I’m currently in the process of taking a leave of absence from my program to find a job. I don’t know that I’ll finish out to get that doctorate, so it’s great to be able to consider how my studies all these years have contributed to and shaped my true passion: my fiction. Whether or not I walk out with that degree, I know my time in graduate school was no waste!

I want to thank Victoria for her participation in what I hope will be a weekly occurrence- guest blogging.  To learn more about Victoria and her writings check out her links below:
twitter handle: @vgrefer
Also, don't forget to write your review for Odin's Light by December 1st to be eligible to win signed copies of both Book One and Book Two of The Zeke Proper Chronicles!

Wednesday, November 21, 2012

Contest Information!

A BIG thank you to all who downloaded Odin's Light on November 17-18.  There were over 2,000 downloads...AMAZING! But now is the time to read, read, read.

After you finish reading your copy of Odin's Light, please write a review on Amazon about what you thought of the book.  For all who write a review before December 1st, you will be entered into a contest where you can win a signed, paperback copy of Odin's Light as well as Book Two of the Zeke Proper Chronicles, The Serpent's Ship. I love hearing feedback from my fans. 

If you loved Odin's Light, don't forget to get your copy of The Serpent's Ship, also available on Amazon as well as Barnes and Noble.

Check back for the announcement of the winner on December 1st and don't forget to check out my website www.bradcameron.net, "like" The Zeke Proper Chronicles on Facebook, and follow me on Twitter @camgang817.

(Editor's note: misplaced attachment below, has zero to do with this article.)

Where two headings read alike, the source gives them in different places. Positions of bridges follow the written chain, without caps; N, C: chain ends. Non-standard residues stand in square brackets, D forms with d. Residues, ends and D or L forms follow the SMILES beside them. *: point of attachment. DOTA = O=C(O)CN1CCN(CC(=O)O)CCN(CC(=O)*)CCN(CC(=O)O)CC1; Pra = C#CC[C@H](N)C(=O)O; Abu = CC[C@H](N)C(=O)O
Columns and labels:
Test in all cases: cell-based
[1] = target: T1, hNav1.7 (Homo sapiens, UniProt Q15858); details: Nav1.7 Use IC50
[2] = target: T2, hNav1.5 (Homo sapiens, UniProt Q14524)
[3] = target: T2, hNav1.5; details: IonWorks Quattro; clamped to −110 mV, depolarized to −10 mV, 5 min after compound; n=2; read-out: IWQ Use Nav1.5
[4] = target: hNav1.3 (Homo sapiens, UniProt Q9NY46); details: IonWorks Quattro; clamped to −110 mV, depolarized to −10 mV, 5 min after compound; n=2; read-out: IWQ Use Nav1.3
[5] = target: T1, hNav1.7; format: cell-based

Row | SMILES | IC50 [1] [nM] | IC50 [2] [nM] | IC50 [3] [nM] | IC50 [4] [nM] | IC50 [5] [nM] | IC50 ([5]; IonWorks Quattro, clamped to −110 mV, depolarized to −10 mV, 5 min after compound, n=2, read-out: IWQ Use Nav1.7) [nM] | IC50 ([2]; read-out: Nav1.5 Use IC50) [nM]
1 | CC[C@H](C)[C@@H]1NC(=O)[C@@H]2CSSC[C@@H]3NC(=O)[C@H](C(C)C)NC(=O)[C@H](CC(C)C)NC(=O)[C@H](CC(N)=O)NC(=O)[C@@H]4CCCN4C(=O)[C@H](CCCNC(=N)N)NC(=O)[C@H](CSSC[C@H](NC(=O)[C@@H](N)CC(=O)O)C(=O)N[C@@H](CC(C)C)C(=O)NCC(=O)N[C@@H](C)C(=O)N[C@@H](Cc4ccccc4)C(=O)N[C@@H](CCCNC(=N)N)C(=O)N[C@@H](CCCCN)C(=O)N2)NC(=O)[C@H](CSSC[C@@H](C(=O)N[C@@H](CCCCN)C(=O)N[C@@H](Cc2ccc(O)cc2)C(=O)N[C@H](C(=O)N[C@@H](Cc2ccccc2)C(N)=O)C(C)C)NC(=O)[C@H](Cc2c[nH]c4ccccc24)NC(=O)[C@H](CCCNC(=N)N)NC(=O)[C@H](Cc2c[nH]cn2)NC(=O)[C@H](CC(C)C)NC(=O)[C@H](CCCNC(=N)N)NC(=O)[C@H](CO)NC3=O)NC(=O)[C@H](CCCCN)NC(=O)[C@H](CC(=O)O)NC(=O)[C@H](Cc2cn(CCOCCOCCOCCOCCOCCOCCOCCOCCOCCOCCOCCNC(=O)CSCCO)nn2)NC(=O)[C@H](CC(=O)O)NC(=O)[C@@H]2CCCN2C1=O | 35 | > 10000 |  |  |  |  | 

Sunday, November 18, 2012

The Binding of Fenrir

I find it difficult to ignore the fact that so many myths from so many different cultures share similar themes. One in particular is the idea that evil can be bound, that it can be literally kept at bay either physically or metaphorically from its continual torment of man. Christian theology tells us that Satan will be bound, that his influence on mankind will be held back for a thousand years. Similarly, in the ancient Norse mythology, we are told that Fenrir, the giant wolf and offspring of Loki would be bound, literally, until the coming of Ragnarok. His role, after his release and during the end of days, is enormous, with far reaching consequences.

The story is told that the gods discovered Loki had fathered three more offspring (their mother being the evil giantess, Angrboda). They were appalled to think that there were three more evil inheritors of the Loki gene running around, shedding misfortune and deceit upon the other nine worlds. And so the gods agreed that Loki’s children must be captured. Bursting into the house of Angrboda in the night, a group of gods kidnapped the children and brought them before Odin. The fate of Loki’s other two children will be the topic of another blog, but for now we focus primarily upon Fenrir, the wolf.

Loki’s other children were hideous to look upon, their fate became immediate, but Fenrir appeared harmless, no different from any other wolf. Odin decreed that they should keep a careful eye on Fenrir, and the gods agreed that Fenrir should be given leave to roam freely among the green and golden fields of Asgard.

But the wolf grew and soon became a great beast.

Odin had been warned by the Norns, the keepers of the well of Urd and tellers of the future, that Fenrir would be the cause of Odin’s death. The gods were alarmed and finally agreed that since they could not kill beast they must catch and fetter him. By no means an easy task.

Fenrir was no idiot. Capturing the wolf would require cunning and trickery. Several of the gods made a chain of iron links and took it to Fenrir asking, “Are you as strong as this?”

Fenrir inspected the chain. “It’s certainly strong, but I am stronger,” he boasted.

The gods wound the chain around Fenrir’s body. “Finished,” the beast snarled. He planted his feet well apart, filled his lungs with air, then flexed every muscle in his body. The links burst apart and the gods sprang back in fright.